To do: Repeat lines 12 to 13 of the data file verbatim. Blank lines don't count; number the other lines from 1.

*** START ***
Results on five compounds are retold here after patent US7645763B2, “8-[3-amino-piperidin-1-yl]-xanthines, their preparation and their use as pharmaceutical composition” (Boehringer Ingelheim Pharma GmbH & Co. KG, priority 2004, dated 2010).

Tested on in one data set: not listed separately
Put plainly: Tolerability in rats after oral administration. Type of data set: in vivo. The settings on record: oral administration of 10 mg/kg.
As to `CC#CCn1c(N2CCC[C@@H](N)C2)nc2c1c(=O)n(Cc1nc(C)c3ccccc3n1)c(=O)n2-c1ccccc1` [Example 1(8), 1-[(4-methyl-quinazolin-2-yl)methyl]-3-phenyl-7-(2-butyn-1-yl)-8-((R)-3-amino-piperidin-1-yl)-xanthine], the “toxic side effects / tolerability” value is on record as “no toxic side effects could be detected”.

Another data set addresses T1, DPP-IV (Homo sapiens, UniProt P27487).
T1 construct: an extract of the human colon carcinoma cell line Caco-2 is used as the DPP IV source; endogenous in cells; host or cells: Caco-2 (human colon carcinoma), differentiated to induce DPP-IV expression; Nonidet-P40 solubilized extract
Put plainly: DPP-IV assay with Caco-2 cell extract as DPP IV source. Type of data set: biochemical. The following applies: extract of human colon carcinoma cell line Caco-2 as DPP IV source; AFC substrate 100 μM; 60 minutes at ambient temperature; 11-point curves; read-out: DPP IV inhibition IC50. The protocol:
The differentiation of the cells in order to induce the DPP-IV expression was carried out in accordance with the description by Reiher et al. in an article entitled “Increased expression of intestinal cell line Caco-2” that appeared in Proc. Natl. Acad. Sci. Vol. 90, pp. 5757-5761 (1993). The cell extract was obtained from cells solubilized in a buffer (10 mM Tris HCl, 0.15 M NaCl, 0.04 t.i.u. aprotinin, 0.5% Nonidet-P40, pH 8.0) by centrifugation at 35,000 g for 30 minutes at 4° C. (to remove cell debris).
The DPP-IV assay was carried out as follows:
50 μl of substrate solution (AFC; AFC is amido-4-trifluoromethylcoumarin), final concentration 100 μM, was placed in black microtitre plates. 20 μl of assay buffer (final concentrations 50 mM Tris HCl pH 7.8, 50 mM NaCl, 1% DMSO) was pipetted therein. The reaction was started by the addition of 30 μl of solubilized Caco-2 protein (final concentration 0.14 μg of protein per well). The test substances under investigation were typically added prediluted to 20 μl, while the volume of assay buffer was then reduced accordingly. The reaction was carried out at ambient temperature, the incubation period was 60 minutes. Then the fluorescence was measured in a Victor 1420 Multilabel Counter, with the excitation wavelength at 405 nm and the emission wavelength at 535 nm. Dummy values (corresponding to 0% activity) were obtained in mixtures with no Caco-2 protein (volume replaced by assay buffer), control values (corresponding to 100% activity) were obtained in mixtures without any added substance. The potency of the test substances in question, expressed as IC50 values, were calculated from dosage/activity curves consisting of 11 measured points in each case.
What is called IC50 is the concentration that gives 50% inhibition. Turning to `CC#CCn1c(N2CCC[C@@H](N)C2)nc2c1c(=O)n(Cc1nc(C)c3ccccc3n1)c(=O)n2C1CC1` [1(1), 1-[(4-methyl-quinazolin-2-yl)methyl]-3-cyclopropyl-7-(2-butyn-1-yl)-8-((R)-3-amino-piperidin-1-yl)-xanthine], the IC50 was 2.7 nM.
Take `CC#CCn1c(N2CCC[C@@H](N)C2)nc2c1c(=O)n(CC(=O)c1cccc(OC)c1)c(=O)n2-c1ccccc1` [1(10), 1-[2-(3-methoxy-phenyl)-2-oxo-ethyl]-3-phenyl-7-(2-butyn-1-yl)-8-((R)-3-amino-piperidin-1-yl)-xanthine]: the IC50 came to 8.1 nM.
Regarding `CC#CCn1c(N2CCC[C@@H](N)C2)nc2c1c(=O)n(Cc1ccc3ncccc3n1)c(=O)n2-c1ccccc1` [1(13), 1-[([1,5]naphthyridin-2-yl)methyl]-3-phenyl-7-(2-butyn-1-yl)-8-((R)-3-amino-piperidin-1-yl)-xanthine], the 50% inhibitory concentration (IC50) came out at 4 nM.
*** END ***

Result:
Take `CC#CCn1c(N2CCC[C@@H](N)C2)nc2c1c(=O)n(CC(=O)c1cccc(OC)c1)c(=O)n2-c1ccccc1` [1(10), 1-[2-(3-methoxy-phenyl)-2-oxo-ethyl]-3-phenyl-7-(2-butyn-1-yl)-8-((R)-3-amino-piperidin-1-yl)-xanthine]: the IC50 came to 8.1 nM.
Regarding `CC#CCn1c(N2CCC[C@@H](N)C2)nc2c1c(=O)n(Cc1ccc3ncccc3n1)c(=O)n2-c1ccccc1` [1(13), 1-[([1,5]naphthyridin-2-yl)methyl]-3-phenyl-7-(2-butyn-1-yl)-8-((R)-3-amino-piperidin-1-yl)-xanthine], the 50% inhibitory concentration (IC50) came out at 4 nM.